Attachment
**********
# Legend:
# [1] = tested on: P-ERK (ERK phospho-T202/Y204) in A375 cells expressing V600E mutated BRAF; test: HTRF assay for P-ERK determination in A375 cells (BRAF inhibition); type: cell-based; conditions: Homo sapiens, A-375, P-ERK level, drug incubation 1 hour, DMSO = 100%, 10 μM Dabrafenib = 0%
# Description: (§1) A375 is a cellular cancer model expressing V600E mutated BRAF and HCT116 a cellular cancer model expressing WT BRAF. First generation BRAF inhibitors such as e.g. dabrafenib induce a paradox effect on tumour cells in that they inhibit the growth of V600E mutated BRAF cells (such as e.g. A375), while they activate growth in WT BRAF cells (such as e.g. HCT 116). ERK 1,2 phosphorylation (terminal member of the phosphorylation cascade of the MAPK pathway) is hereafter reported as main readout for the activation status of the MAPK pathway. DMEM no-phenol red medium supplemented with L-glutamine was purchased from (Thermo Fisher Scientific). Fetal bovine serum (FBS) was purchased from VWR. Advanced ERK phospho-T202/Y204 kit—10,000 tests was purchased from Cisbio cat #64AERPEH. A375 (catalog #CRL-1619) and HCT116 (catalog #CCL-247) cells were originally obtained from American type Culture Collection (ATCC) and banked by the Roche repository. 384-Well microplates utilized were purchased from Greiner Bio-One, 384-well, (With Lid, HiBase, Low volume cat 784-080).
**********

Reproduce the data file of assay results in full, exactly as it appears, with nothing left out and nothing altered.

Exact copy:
# Legend:
# [1] = tested on: P-ERK (ERK phospho-T202/Y204) in A375 cells expressing V600E mutated BRAF; test: HTRF assay for P-ERK determination in A375 cells (BRAF inhibition); type: cell-based; conditions: Homo sapiens, A-375, P-ERK level, drug incubation 1 hour, DMSO = 100%, 10 μM Dabrafenib = 0%
# Description: (§1) A375 is a cellular cancer model expressing V600E mutated BRAF and HCT116 a cellular cancer model expressing WT BRAF. First generation BRAF inhibitors such as e.g. dabrafenib induce a paradox effect on tumour cells in that they inhibit the growth of V600E mutated BRAF cells (such as e.g. A375), while they activate growth in WT BRAF cells (such as e.g. HCT 116). ERK 1,2 phosphorylation (terminal member of the phosphorylation cascade of the MAPK pathway) is hereafter reported as main readout for the activation status of the MAPK pathway. DMEM no-phenol red medium supplemented with L-glutamine was purchased from (Thermo Fisher Scientific). Fetal bovine serum (FBS) was purchased from VWR. Advanced ERK phospho-T202/Y204 kit—10,000 tests was purchased from Cisbio cat #64AERPEH. A375 (catalog #CRL-1619) and HCT116 (catalog #CCL-247) cells were originally obtained from American type Culture Collection (ATCC) and banked by the Roche repository. 384-Well microplates utilized were purchased from Greiner Bio-One, 384-well, (With Lid, HiBase, Low volume cat 784-080).